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Are prepaid debit cards right for you?

Prepaid cards are gaining in popularity and it's easy to see why: They are considered an easy-to-use alternative to checking accounts, a simple way to give your child their allowance, and provide access to electronic transactions for people who might otherwise not have it. However, what many people don't realize is some of them come with a lot of fees.

Between 2008 and 2012 the amount of money loaded on general purpose reloadable prepaid debit cards almost tripled to a total of $76.7 billion, according to Mercator Advisory Group, which expects that total to more than double by the end of next year.

Some of the reasons for this surge in use: They are safer than cash, have no overdraft fees and guaranteed approval. However, they can have hefty fees and most people don't take the time to check for them.

According to a 2014 Pew study only 32 percent of consumers compared the terms and fees before choosing a card. There is help if you don't like reading all that small print. A report just out from rates the monthly cost of 26 popular prepaid cards based on fees and features.

What they found overall:

  • Prepaid cards have an average of 11 different fees: The highest number was The MoneyGram AccountNow Visa Prepaid Card which had 18 fees. These fees can include an activation charge, a monthly maintenance fee, fees if you sign or use a PIN when you make a transaction or just make a transaction and more. The card with the fewest fees: Bluebird Prepaid Card, which had none.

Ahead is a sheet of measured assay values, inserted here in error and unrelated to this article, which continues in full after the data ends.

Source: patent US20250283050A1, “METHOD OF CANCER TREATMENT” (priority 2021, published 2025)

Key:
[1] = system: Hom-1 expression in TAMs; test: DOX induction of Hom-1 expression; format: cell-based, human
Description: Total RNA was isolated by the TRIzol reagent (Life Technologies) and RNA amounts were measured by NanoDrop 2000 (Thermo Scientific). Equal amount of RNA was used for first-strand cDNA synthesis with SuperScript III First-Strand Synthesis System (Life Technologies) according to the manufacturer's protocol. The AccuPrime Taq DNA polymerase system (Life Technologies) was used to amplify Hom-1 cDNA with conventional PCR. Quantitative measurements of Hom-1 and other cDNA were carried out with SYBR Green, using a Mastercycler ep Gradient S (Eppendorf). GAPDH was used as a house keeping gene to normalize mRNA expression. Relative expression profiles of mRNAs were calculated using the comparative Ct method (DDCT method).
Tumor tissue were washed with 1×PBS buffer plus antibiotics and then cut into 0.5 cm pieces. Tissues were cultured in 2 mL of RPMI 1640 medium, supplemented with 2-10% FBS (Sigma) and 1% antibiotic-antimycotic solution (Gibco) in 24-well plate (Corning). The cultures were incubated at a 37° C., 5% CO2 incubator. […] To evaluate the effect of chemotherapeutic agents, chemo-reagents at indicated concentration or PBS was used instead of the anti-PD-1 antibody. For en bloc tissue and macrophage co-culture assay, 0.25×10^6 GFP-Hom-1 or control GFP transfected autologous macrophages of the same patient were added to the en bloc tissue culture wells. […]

• Fees are up by 21 percent compared to a year ago: The average cost was higher for all four of the types of uses they examined; as an Alternative Checking Account (up 53 percent); as a the Child's Allowance Account (up 11 percent); as a the Alternative Check Cashing Tool (up 2 percent); and as Access to Electronic Transactions (up 23 percent).
  • You pay a lot for a celebrity's name on a card: Cards endorsed or founded by Justin Bieber, Lil Wayne, George Lopez and Russell Simmons were between 33 percent and 51 percent more expensive than other cards.
  • Big bank cards can be less expensive: reported that cards from large financial institutions can be as much as 87 percent less expensive than those from smaller firms.

If you're looking for an alternative to a checking account, suggests you use either:

  • Green Dot Gold Prepaid Visa Monthly fee: $5.95 (waived if you make 30 or more purchases a month); no charge to add more money to your card with Direct Deposit. Reloading your card at a retailer can cost up to $4.95.; or
  • Walmart Prepaid Card Monthly fee: $3; no reload fee when you reload using Walmart Check Cashing.

The most expensive in this category, according to Cardhub, was the AccountNow Prepaid Visa Card which had an activation fee of $4.95 and charges for signature, PIN and ATM transactions.

If you want to automate paying your child's allowance, Cardhub recommends the Kaiku Visa Prepaid Card, which only has a $1.95 activation fee and can be reloaded for free through Direct Deposit, Money Gram, Visa Ready Link and PayPal. The card you do not want to use for this, according to Cardhub, is the READYdebit Platinum Visa Prepaid Card which has a $14.95 monthly fee and a $2.50 fee for using an ATM.

Cardhub also suggests the Walmart Prepaid Card as the best option for check cashing. They say the card to avoid is the Emerald Prepaid Card which charges $2.50 per ATM transaction and $2.50 if you don't use the card for three months.

If you're looking for a card that will give you access to electronic transactions, Cardhub suggests Bluebird, Walmart Prepaid or the American Express Serve which only has a $1 monthly fee. It also warns consumers to stay away from the MoneyGram card with its multiple fees.

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